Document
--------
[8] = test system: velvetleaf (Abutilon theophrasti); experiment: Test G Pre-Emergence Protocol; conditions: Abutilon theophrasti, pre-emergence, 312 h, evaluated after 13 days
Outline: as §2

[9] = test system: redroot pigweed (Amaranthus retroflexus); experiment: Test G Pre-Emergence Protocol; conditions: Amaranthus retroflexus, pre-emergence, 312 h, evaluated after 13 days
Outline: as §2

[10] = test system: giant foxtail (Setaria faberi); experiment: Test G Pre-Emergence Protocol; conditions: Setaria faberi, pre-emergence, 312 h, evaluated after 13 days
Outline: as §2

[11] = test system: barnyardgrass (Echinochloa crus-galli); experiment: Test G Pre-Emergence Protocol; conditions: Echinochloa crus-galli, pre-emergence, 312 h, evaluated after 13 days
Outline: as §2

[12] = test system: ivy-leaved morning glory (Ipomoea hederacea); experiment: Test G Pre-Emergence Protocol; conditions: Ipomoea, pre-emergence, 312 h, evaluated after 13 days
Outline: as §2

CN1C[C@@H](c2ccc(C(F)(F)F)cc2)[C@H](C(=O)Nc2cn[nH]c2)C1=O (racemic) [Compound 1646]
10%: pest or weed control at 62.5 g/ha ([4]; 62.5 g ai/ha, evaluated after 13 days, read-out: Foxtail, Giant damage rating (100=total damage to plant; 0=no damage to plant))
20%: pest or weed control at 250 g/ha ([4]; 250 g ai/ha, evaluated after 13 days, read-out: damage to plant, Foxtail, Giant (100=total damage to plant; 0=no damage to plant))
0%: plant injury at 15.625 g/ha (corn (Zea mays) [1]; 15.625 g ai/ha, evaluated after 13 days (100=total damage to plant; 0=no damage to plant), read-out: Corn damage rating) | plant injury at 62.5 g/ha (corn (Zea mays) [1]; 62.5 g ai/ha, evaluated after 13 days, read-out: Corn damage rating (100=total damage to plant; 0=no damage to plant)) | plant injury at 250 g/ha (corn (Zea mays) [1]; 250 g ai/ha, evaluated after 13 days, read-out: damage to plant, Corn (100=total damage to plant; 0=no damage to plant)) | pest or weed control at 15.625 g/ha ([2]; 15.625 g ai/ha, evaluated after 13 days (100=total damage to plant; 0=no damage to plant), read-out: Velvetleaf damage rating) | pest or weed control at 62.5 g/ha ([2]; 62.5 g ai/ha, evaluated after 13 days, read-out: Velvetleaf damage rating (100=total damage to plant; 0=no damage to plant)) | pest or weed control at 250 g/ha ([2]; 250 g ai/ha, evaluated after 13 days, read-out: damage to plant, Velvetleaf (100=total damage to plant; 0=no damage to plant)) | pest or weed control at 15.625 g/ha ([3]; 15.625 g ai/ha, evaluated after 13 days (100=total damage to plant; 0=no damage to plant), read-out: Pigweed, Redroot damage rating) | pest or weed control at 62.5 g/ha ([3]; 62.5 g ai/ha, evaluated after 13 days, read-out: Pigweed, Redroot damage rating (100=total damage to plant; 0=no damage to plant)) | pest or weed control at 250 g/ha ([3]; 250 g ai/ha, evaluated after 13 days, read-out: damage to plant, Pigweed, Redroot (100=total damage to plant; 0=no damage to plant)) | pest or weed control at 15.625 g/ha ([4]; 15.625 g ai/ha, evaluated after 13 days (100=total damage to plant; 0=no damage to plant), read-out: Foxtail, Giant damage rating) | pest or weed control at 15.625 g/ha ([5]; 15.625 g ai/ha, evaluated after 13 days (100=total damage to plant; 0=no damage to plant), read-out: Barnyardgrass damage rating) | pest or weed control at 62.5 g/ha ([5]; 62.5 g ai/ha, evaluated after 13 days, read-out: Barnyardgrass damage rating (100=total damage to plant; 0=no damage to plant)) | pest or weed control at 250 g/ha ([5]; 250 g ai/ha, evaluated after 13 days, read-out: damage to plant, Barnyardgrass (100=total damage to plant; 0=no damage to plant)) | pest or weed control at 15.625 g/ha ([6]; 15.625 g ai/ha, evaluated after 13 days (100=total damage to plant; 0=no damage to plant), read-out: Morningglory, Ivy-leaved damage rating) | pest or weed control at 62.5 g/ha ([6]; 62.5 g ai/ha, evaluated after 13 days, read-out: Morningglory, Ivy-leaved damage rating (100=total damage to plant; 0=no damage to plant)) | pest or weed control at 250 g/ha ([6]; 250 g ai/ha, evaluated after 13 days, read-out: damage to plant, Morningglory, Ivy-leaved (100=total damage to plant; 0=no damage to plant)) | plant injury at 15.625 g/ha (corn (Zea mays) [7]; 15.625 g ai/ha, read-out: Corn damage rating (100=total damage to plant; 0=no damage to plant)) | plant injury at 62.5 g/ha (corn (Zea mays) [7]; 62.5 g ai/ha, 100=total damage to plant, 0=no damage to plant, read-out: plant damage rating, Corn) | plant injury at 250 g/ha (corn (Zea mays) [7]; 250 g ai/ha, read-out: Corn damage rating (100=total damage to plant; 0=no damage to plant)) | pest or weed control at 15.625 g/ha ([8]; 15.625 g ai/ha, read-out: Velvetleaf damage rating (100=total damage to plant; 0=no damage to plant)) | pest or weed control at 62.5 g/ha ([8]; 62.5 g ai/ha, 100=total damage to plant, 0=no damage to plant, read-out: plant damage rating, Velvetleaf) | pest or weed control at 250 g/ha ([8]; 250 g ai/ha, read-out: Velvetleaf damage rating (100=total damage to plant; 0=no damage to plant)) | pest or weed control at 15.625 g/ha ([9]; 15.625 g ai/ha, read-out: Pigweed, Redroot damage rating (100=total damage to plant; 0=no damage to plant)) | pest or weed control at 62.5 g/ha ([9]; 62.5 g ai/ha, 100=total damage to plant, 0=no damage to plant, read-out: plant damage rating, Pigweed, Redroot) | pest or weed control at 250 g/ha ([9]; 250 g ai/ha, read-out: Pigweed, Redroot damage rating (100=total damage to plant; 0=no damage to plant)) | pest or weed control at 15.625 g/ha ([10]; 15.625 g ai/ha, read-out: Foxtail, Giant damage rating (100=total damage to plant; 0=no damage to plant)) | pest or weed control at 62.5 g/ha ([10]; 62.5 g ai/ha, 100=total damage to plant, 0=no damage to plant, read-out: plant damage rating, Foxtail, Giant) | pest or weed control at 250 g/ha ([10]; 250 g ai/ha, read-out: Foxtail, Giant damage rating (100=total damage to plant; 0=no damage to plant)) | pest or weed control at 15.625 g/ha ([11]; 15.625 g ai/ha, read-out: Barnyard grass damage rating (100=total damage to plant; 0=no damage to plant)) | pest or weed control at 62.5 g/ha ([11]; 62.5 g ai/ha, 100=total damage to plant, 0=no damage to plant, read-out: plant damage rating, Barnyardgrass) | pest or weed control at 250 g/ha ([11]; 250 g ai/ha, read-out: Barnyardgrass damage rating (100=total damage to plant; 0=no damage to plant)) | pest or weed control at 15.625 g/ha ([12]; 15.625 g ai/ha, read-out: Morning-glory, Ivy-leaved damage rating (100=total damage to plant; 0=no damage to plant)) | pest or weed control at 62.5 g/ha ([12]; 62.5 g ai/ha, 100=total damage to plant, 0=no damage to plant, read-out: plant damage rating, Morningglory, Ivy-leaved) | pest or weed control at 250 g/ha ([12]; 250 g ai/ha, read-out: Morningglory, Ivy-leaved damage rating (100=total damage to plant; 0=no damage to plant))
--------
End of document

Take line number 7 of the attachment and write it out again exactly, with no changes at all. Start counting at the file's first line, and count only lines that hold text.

[11] = test system: barnyardgrass (Echinochloa crus-galli); experiment: Test G Pre-Emergence Protocol; conditions: Echinochloa crus-galli, pre-emergence, 312 h, evaluated after 13 days